Total hours on stage: 13
Total spectators: About 1,000
Broken drumsticks: 2
Broken guitar strings: 1
Trampoline jumps: Too many to count
For the better part of the last two years, the rock trio has been putting in overtime in an effort to be the area’s hardest working band.
After averaging two to three shows per week in venues from here to California, Flying Mammals is making the jump to international touring status, launched by an international tour kickoff show Thursday.
The tour covers 5,000 miles with shows in Washington, Idaho, Canada and Alaska.
It may seem anti-climatic that by international they are referring to Canada, but the three brothers who make up Flying Mammals know as well as anybody, Canada is no less international even though it’s not an ocean apart.
“It’s not like in high school when you could just go to Canada for the weekend,” said Flying Mammals band leader and lead singer Aaron Birdsall. “Now it’s all the same logistics if we were to play in Japan or Europe because it involves us having to get temporary work visas. It’s costing us $450 per person. The last thing you want to do is book a bunch of shows and get to the border and get denied entrance. It’s Canada. It’s right there. But we still have to cross that border before we get to Europe and we have to claim that. That’s not a diss toward Canada.”
This trek outside of the country is a small one for Flying Mammals in the scheme of things, but Birdsall envisions it as the first of a long journey that he hopes will lead to Europe, Asia, Australia and beyond.
But the band is committed to living in the Inland Northwest while making its bid for global conquest through music.
“As a musician, you’re really not at home no matter where you live,” Birdsall said. “We played the House of Blues in California a year ago and it was the craziest thing because we are not a local band and to them it’s a little different but it fits really well. We pushed that show and tickets were $20 apiece and people were like, ‘Let’s go.’ That’s weird for us, being from Coeur d’Alene where it’s difficult to get someone to pay $5 and it’s like, why do we live up here again?
“But we realized after we came back the reason we live here is because it’s beautiful and the cost of living is great and there is an awesome artistic community. We decided to live here and be part of the scene. We can always tour other places.”
Birdsall attended school for audio engineering in Los Angeles and played in a number of national touring bands while living in Seattle before opening a recording studio in Spokane a few years ago.
Later he talked his brothers James and Andy into moving from Chicago to play in a band with him.
Originally the plan was to try to start a family band with all eight Birdsall siblings, but that proved to be too difficult with so many of them spread around the country.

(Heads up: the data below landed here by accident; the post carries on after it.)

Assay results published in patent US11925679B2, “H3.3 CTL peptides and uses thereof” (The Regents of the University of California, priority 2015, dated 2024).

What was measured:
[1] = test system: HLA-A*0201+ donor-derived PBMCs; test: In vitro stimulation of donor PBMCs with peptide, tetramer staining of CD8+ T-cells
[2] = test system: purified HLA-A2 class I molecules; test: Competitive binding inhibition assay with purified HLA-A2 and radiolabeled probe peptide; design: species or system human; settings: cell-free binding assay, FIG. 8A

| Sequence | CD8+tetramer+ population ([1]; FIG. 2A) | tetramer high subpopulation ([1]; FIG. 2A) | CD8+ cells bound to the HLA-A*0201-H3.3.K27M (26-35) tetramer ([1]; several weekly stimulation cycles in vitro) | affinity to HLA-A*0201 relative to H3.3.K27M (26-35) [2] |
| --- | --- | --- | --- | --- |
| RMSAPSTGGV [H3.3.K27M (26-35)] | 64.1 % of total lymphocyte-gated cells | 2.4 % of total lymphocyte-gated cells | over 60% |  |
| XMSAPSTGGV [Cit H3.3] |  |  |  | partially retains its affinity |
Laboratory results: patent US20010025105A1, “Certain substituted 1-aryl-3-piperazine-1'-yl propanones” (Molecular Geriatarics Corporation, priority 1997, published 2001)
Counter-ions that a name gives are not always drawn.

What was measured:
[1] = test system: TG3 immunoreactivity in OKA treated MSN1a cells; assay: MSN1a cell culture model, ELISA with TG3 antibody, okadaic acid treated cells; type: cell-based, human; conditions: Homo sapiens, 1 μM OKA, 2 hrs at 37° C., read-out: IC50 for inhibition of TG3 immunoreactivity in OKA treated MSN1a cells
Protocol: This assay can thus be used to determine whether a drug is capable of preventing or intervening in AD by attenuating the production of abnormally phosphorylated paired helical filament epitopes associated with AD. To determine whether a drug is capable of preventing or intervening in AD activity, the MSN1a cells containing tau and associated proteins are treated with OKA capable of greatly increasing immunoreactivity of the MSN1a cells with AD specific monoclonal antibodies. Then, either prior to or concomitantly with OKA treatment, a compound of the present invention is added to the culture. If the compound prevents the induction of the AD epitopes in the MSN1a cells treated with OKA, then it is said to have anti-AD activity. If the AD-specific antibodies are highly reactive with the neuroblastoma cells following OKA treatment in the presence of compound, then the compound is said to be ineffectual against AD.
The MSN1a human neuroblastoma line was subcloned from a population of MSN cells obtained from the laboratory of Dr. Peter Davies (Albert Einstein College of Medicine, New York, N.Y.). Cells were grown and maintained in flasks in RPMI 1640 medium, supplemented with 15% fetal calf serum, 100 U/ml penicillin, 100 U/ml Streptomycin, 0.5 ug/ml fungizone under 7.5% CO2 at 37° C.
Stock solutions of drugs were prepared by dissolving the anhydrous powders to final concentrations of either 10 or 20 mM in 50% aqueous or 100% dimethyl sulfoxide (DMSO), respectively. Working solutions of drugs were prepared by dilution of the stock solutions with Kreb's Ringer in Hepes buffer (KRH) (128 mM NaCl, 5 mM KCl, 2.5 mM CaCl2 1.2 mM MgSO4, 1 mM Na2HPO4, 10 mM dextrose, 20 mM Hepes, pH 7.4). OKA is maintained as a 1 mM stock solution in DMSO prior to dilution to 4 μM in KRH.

The Birdsalls are a family that is artistically inclined as well as predisposed to math and sciences.
“My brother Jeremy got his music composition degree before he became a stock broker. Our sister Lisa has a music performance degree. My sister Becky is an actress and a singer. James’ twin, John, is finishing med school. Our dad’s a doctor and my mom’s an actress,” said Birdsall, who is a former nurse. “That’s what you get when you cross a doctor with an actress. Science and art are natural for all of us. We get together and talk about the latest technology then have a family jam.”
The three Birdsalls who make up Flying Mammals released their first album together, “Ready Set” last November.
“Because it was an album with my two brothers, we were able to get really creative with it. We had early influences that were similar because we we’re brothers, but James and Andy spent a lot of time in Chicago, and I moved to Seattle when I turned 18,” Birdsall said.
Guitarist/bassist/vocalist James and drummer/vocalist Andy Birdsall have a common connection to Chicago hip-hop and blues, while Aaron is steeped in Northwest indie rock. They blend their influences to make Flying Mammals’ distinct brand of pop rock.
“This is different than other bands because we have the family relationship. We don’t have band fights. We have family drama because we’re three of eight kids,” Birdsall said. “But when we’re a band, we’re just a band, and it’s an emotional release of artistic creativity.”
Together the three Birdsalls write the lyrics and music, although originally Aaron was the chief songwriter.
Sometimes they trade off lead singer duties.
The Brothers Birdsall also share a passion for putting on a dynamic live show, their trademark being their faithful trampoline that they bring onstage for them to leap off of midsong.
“I like bands that put on a show,” Aaron Birdsall said. “That’s going to make a live concert experience actually be a real show. All of the best shows I’ve seen are people doing crazy stuff, climbing on stuff and jumping off stuff, and really making an amazing effort to put on a great show.
“Like climbing on top of the bass cab and jumping off that, onto the trampoline and then to other side of stage. We always have our trampoline with us. It’s something people expect from a Flying Mammals show. I just have to make sure I don’t land wrong and get hit in the face with a mic stand.”